NCPA - National Center for Policy Analysis

Oregon Seeks to Save Money, Target Energy Incentives

June 27, 2011

Oregon's practice of channeling ever higher sums of taxpayer dollars into big wind farms and other green energy projects appears to be coming to an end in favor of thriftier and more targeted conservation incentives, says the Oregonian.

  • A bill introduced recently in the Oregon Legislature would eliminate the controversial, free-spending Business Energy Tax Credit and replace it with a series of smaller and far more limited tax breaks.
  • If adopted in its current form the bill could save the state hundreds of millions of dollars.
  • It also could signal a broader cultural shift at the Legislature, which has struggled in recent years to trim even the smallest tax breaks.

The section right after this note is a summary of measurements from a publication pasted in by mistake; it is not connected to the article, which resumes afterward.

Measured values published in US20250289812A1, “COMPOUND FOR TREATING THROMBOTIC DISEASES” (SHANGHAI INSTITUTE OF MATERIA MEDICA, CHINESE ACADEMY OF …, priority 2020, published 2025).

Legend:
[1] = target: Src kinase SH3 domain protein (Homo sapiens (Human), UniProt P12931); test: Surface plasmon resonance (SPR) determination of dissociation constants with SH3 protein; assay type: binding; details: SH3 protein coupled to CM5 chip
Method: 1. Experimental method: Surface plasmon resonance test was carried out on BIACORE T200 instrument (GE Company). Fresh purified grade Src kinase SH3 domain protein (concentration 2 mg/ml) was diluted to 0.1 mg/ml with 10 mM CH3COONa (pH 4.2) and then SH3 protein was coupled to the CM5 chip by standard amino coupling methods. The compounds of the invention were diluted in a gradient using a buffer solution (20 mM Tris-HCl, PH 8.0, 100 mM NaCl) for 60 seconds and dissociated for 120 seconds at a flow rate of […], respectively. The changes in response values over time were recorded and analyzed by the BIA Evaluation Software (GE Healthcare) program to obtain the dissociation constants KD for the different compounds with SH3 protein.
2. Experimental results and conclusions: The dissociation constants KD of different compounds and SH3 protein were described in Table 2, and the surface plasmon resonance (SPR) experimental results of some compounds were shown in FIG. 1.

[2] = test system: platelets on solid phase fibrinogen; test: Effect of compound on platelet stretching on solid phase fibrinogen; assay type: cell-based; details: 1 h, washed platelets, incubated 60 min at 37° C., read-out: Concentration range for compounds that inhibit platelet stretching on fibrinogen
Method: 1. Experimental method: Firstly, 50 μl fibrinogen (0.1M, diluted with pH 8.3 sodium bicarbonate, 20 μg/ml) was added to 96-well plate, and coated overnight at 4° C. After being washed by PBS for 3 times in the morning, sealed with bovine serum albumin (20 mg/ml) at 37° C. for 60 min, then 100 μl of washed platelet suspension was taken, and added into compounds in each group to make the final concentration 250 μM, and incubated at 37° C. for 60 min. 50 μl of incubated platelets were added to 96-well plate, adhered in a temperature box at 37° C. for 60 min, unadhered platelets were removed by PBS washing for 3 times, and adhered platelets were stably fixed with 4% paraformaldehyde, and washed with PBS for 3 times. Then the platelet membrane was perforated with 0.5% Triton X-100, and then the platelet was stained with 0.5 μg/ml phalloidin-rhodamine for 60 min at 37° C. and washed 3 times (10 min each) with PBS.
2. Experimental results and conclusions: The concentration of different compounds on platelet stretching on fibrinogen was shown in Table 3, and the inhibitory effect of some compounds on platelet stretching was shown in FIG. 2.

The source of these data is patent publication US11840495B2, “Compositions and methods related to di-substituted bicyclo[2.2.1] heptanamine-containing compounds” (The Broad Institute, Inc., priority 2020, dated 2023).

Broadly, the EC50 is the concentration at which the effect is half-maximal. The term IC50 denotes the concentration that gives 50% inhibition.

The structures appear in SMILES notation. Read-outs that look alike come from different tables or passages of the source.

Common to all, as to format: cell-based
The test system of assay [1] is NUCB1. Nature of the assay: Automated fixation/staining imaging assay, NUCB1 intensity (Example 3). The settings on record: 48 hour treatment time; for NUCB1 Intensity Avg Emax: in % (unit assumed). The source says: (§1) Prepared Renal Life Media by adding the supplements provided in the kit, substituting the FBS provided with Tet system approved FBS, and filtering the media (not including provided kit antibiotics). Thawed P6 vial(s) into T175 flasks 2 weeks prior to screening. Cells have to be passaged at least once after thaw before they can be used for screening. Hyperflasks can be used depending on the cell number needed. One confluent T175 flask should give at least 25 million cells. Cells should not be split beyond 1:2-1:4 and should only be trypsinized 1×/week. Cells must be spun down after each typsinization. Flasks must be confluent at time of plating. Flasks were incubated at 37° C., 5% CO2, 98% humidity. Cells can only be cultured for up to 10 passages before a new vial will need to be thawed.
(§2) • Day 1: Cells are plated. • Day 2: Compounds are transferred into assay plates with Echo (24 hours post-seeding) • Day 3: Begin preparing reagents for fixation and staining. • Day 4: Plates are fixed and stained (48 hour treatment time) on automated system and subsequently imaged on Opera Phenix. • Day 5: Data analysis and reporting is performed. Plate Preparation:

As written, the bill would stop the practice of subsidizing half the construction cost of wind and solar energy developers, who receive tens of millions of dollars' worth of tax credits.  It also would stop the long-running policy of giving state tax rebates to consumers who buy energy efficient appliances and hybrid cars, and to businesses that replace old lights with modern energy efficient ones.

The bill would not eliminate tax credits for wind, solar, wave and other alternative energy projects that already qualified under the current rules.  As a result, the state is still on the hook for between $100 million and $150 million a year well into the future as those projects are built and the companies use their credits.

In broad terms, the bill allows the Business Energy Tax Credit to expire, but creates three new categories of conservation programs that qualify for tax breaks and puts a lid on how much the state can spend on them.  

  • Spending on energy generation would be capped at $1.5 million a year, vastly lower than the millions currently spent.
  • The other two, conservation and transportation, would be capped at $20 million a year and $10 million a year, respectively.

Source: Harry Esteve, "Oregon Green Energy Tax Breaks Face Sweeping Changes, Cutbacks," Oregonian, June 10, 2011.

For text:


Browse more articles on Environment Issues